All seats were filled in the tiny town hall room used by the Aquinnah selectmen Thursday evening for a meeting between the town and Wampanoag tribal council members about the closure of a path to Lobsterville Beach, but one party was noticeably absent: the tribe.

Selectman and board chairman Camille Rose opened the special meeting with a review of the issue at hand. The tribe has roped off a sandy path located near the entrance to Clay Pit Road and blocked it with a pile of brush. Town residents and officials say the path is a public access and should be reopened.

“There are a lot of people who came here to talk about their experience with this [closure],” Ms. Rose said.

But her call for comment from tribal council members was met with silence, as no one representing the tribe appeared to speak at the meeting, which was scheduled a week in advance.

“We have sent a letter to the tribe inviting them to come and speak with us about this,” said Ms. Rose. “We expected that people would come here and we would talk about it.”

Instead, the meeting saw an impassioned outcry from a group of residents who said the closure is a violation of public rights.

Ms. Rose said the selectmen first became aware of the closure about two weeks ago, and have been unable to get answers from the tribe about why the path was roped off. In an earlier meeting of the selectmen, she said the path is an ancient way, and protected as such under an early 1980s land claims settlement agreement signed by both the tribe and the town.

At the meeting Thursday night Ms. Rose said that she had spoken to Bret Stearns, natural resources director for the tribe, who denied that the path was protected in the settlement agreement. “I thought we had a good working relationship, but he was adamant that that path was not going to be opened again,” said Ms. Rose.

Town officials have not been able to locate a map of the area in question that was referenced in the settlement agreement. Several Aquinnah residents who attended the meeting brought their own photographic proof that the path did exist, and was open for public use, prior to the agreement. Barbara Bassett produced several photos dating back to the 1950s that depicted townspeople and tribal members using the path. “There certainly was town usage and public usage,” she said. “We’re not talking about just sporadically either.”

Attorney and former selectman Jeffrey Madison, who is also a member of the tribe, said he was disappointed to see the town and the tribe in conflict again, calling it a recurring cycle. “We’ve got to go through one of these every two or three years to clear the air,” he said.

The latest dispute comes six years after the conclusion of a protracted legal battle between the tribe and the town over land sovereignty rights, after the tribe built a shed and pier on Menemsha Pond without a building permit in 2001. In 2004, the Massachusetts Supreme Court ruled in favor of the town, claiming that the 1983 settlement agreement required the tribe to follow state and local zoning laws for land use projects.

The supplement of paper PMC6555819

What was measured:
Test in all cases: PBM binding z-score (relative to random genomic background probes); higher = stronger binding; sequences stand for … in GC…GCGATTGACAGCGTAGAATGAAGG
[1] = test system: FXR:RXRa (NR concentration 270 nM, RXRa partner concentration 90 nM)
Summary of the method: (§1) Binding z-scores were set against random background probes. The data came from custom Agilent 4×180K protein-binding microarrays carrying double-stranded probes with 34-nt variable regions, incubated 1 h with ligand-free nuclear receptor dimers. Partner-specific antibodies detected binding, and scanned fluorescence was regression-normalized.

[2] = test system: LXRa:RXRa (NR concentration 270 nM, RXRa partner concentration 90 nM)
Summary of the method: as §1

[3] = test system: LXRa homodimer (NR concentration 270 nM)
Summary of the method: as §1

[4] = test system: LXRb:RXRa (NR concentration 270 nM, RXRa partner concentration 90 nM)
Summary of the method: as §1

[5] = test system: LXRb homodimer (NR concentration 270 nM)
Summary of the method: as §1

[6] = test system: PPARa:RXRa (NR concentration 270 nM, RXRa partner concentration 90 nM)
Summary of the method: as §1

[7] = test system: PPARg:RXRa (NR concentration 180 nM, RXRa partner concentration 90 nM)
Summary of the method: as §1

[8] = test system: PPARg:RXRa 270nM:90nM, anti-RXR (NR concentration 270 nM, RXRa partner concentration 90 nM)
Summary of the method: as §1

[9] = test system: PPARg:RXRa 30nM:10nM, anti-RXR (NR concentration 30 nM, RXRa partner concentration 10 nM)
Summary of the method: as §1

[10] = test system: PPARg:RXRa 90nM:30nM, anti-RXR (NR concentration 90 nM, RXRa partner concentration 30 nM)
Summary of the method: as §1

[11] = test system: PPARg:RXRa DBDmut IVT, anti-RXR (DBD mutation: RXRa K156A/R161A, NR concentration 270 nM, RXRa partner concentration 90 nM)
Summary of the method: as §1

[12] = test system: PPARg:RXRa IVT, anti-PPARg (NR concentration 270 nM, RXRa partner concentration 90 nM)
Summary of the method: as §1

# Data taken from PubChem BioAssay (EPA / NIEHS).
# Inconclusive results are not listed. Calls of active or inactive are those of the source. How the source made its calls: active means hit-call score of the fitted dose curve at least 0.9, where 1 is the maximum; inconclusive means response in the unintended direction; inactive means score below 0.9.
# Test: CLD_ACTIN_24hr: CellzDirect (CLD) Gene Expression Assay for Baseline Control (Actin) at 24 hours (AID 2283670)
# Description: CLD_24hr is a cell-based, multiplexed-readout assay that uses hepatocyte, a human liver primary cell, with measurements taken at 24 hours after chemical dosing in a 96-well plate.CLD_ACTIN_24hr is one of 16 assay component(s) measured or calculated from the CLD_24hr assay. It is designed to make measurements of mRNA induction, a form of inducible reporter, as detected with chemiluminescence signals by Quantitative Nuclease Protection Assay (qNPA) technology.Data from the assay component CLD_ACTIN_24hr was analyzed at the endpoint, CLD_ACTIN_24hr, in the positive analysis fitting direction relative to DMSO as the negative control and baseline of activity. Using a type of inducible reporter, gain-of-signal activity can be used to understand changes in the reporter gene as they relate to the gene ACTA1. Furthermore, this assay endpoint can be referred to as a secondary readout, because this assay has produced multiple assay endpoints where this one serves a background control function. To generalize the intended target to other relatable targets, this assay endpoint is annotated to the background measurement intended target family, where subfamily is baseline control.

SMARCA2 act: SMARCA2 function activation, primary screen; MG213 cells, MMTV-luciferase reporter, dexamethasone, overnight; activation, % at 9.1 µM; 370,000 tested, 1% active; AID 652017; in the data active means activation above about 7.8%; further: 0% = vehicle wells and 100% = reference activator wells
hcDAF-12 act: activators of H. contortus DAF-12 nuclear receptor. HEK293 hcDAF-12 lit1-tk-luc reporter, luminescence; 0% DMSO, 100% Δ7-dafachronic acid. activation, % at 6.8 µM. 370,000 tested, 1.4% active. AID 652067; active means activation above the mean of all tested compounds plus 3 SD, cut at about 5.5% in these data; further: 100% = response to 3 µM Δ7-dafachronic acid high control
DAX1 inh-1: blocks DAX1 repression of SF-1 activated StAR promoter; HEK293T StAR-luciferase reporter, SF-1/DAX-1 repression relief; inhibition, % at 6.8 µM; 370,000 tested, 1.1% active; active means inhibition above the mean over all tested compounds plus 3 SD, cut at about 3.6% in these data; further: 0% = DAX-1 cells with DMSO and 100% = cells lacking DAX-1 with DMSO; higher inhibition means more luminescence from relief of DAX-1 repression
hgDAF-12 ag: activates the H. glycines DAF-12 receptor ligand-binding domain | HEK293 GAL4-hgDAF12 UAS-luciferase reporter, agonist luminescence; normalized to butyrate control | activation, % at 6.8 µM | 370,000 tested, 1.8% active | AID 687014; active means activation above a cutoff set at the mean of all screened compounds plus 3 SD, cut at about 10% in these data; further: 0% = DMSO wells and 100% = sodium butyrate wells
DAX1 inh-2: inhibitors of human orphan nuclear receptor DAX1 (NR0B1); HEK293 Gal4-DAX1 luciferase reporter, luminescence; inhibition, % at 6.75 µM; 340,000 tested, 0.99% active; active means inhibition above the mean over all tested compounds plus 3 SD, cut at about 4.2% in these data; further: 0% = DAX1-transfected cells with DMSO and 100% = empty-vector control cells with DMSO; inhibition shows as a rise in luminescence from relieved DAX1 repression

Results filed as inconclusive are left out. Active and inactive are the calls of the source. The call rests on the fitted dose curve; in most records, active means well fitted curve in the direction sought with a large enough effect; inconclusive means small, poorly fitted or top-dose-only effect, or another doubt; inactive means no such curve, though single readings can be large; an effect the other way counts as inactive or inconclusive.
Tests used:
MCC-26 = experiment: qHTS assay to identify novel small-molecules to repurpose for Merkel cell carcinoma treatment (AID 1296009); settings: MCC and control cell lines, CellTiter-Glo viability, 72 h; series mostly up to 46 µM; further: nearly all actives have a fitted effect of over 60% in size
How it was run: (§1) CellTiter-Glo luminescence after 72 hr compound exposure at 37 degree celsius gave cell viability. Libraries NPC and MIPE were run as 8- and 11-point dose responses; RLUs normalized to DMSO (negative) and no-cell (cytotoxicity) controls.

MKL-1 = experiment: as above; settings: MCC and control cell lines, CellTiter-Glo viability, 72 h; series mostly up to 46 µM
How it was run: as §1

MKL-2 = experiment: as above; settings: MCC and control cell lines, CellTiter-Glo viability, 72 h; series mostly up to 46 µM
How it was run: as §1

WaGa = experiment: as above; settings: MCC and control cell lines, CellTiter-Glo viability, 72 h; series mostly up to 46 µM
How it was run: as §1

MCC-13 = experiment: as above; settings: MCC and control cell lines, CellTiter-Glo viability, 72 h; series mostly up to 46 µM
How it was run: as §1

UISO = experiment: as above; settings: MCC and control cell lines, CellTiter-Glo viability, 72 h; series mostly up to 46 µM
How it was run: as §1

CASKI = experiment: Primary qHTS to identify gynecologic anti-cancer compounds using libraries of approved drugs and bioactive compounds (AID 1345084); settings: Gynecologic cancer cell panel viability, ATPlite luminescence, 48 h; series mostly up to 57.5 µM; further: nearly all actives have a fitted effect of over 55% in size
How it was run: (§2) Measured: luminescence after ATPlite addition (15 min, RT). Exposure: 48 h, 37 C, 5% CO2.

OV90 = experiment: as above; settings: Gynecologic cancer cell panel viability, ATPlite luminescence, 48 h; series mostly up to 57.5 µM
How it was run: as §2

Mr. Madison said he signed the original settlement agreement, and believes that in this case, the path was protected in the document for public use. “I think this issue’s gotten way out of hand,” he said. “My opinion is that this path should continue to have its traditional use.”

Mr. Madison also asked for consideration of behalf of the tribe. “From a tribal member’s standpoint, the raw nerve that has jolted the issue here is that it appears to [the tribe] that the town is trying to take another bite of the apple that will diminish or lessen the sovereign issues that the tribe . . . gave up hugely in the original debate. I would urge and will urge . . . the tribal council to not disturb the traditional use there. But I would also ask [the town] . . . to try to understand what owning that land means to us tribal folks. I’ll just conclude by saying, yeah, this issue got heightened, and I don’t know why,” he said.

But Aquinnah summer resident Rick Gross called the path closure a clear act of provocation on the part of the tribe. He said in the interest of cooperation between two overlapping governing bodies, the tribe should have approached the town to discuss the issue before moving forward with the closure. “Why discussion wasn’t the first option is a mystery to me,” he said. “I would like to see the town and the tribe have a useful discussion.”

Tribal council member and former chairman Beverly Wright attended the meeting, but said she was present not as a representative of the tribe but as a town resident. She said the tribal council had not met since the selectmen scheduled the meeting, and she urged the board to reach out to the tribe again. “Nobody is opposed that it’s a government-to-government issue,” said Ms. Wright. “Let the tribal council and the town set up a meeting. I don’t think we can do anything else other than that right now.”

Ms. Rose agreed. “We would be ready to meet with them tomorrow,” she said. “We would work assiduously to settle it. We have one more month of summer here. I would love to see at least an agreement.”

by Megan Dooley